"4. It is further ordered that a copy of this order be served upon the defendant the M. & C. G. R. Company, along with other process, and that said company be and appear before the Hon. John P. Smith, presiding chancellor of said division, on the second Thursday, being the 10th day of November, 1892 at 10 o'clock a.m. at chambers at the courthouse in Rutledge, Tenn., and then and there show any reason which may be made to appear to the court why a permanent receiver shall not be appointed of said railroad company in this cause, and why the temporary restraining order granted herein shall not be made permanent."
"5. In the event that it shall become necessary to issue a writ of possession to put said receiver in the quiet and peaceable possession of all the property of said corporation, it is ordered that the master issue writs of possession, directed to the Sheriffs of Hamblen, Grainer, and Knox Counties for that purpose, commanding said sheriffs to place said receiver in the possession of that portion of said company's property which may be in their several counties."
"Given under my hand, this October 28, 1892."
"Jos. W. Sneed, Judge"
This fiat was on the same day filed in the office of the clerk of the chancery court, and the receiver therein named immediately took possession of the railroad property, and commenced the operation of the road. His possession continued until November 14, 1892, when the receiver appointed by the circuit court of the United States took the property out of his hands.
Notice was thereafter given that on January 7, 1893, an application would be made to the chancellor for the appointment of a permanent receiver, and on that day this order was entered by the chancellor:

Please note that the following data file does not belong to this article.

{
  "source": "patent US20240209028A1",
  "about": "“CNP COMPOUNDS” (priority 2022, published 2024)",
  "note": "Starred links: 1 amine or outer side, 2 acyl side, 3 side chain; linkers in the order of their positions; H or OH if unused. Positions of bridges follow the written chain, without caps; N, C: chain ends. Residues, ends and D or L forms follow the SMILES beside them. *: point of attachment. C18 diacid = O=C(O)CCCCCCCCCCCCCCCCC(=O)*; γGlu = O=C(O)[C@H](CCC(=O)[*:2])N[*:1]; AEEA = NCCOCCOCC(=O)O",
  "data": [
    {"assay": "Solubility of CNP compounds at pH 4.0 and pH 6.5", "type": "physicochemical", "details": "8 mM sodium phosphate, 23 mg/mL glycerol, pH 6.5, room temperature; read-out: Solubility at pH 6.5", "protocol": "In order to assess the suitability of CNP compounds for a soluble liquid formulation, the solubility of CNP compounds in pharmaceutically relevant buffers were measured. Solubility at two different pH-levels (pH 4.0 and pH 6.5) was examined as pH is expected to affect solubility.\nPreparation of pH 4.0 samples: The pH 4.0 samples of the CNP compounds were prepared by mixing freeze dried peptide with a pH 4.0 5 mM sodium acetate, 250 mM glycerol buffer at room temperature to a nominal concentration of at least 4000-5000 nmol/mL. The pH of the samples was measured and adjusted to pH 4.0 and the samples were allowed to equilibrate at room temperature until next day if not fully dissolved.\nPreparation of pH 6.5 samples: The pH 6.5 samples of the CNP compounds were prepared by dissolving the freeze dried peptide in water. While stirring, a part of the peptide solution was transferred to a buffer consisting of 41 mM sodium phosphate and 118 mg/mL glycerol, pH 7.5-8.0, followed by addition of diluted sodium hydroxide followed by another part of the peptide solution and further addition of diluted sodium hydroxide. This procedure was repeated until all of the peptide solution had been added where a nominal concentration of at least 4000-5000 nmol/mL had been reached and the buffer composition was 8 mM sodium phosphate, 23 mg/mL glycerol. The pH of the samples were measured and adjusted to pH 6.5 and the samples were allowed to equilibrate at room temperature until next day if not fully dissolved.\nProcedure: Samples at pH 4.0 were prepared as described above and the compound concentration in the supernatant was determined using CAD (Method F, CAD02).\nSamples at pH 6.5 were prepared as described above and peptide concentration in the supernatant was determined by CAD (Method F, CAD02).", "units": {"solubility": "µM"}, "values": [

In the Chancery Court of Hamblen County, Tennessee"
"Thomas B. Crosby et al."
"The Morristown & Cumberland Gap Railroad Company et al."
"Be it remembered that this cause came on for hearing on this January 7, 1893, before the Hon. John P. Smith, chancellor at 2 o'clock p.m. at chambers at Jonesboro upon the motion of the complainants for the appointment of a permanent receiver of the defendant, the Morristown and Cumberland Gap Railroad Company, and notice thereof."
"And it appearing to the court that on October 28, 1892, under the order and fiat of Hon. Joseph W. Sneed, one of the judges of this state, James T. Shields, Jr., was appointed, at the suit of complainants in this cause, temporary receiver of Morristown and Cumberland Gap Railroad Company and all the property of said company or in its possession, by lease or otherwise, and that said receiver so appointed proceeded forthwith to qualify and took possession of the property of said corporation and everything of which it had possession, and it further appearing to the court by an order made thereafter in the United States Circuit Court at Knoxville for the Northern Division of the Eastern District of Tennessee, in the cause of John Coleman v. Morristown and Cumberland Gap Railroad Company et al., W. S. Whitney was appointed